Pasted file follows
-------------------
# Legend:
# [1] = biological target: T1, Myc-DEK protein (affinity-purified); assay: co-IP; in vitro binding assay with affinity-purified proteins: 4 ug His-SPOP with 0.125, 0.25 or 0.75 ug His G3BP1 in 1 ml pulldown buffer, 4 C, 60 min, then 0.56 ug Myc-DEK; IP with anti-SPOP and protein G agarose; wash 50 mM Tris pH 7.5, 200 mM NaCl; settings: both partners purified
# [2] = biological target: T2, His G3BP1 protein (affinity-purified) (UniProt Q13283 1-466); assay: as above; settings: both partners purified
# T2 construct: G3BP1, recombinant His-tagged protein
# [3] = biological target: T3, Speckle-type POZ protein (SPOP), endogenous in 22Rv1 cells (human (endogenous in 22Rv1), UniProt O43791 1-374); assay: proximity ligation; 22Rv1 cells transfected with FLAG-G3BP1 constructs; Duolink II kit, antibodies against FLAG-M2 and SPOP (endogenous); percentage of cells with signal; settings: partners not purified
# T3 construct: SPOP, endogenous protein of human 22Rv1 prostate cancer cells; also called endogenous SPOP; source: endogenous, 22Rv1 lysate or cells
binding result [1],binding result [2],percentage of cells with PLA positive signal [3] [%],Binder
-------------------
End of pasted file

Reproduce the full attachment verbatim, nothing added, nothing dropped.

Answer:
# Legend:
# [1] = biological target: T1, Myc-DEK protein (affinity-purified); assay: co-IP; in vitro binding assay with affinity-purified proteins: 4 ug His-SPOP with 0.125, 0.25 or 0.75 ug His G3BP1 in 1 ml pulldown buffer, 4 C, 60 min, then 0.56 ug Myc-DEK; IP with anti-SPOP and protein G agarose; wash 50 mM Tris pH 7.5, 200 mM NaCl; settings: both partners purified
# [2] = biological target: T2, His G3BP1 protein (affinity-purified) (UniProt Q13283 1-466); assay: as above; settings: both partners purified
# T2 construct: G3BP1, recombinant His-tagged protein
# [3] = biological target: T3, Speckle-type POZ protein (SPOP), endogenous in 22Rv1 cells (human (endogenous in 22Rv1), UniProt O43791 1-374); assay: proximity ligation; 22Rv1 cells transfected with FLAG-G3BP1 constructs; Duolink II kit, antibodies against FLAG-M2 and SPOP (endogenous); percentage of cells with signal; settings: partners not purified
# T3 construct: SPOP, endogenous protein of human 22Rv1 prostate cancer cells; also called endogenous SPOP; source: endogenous, 22Rv1 lysate or cells
binding result [1],binding result [2],percentage of cells with PLA positive signal [3] [%],Binder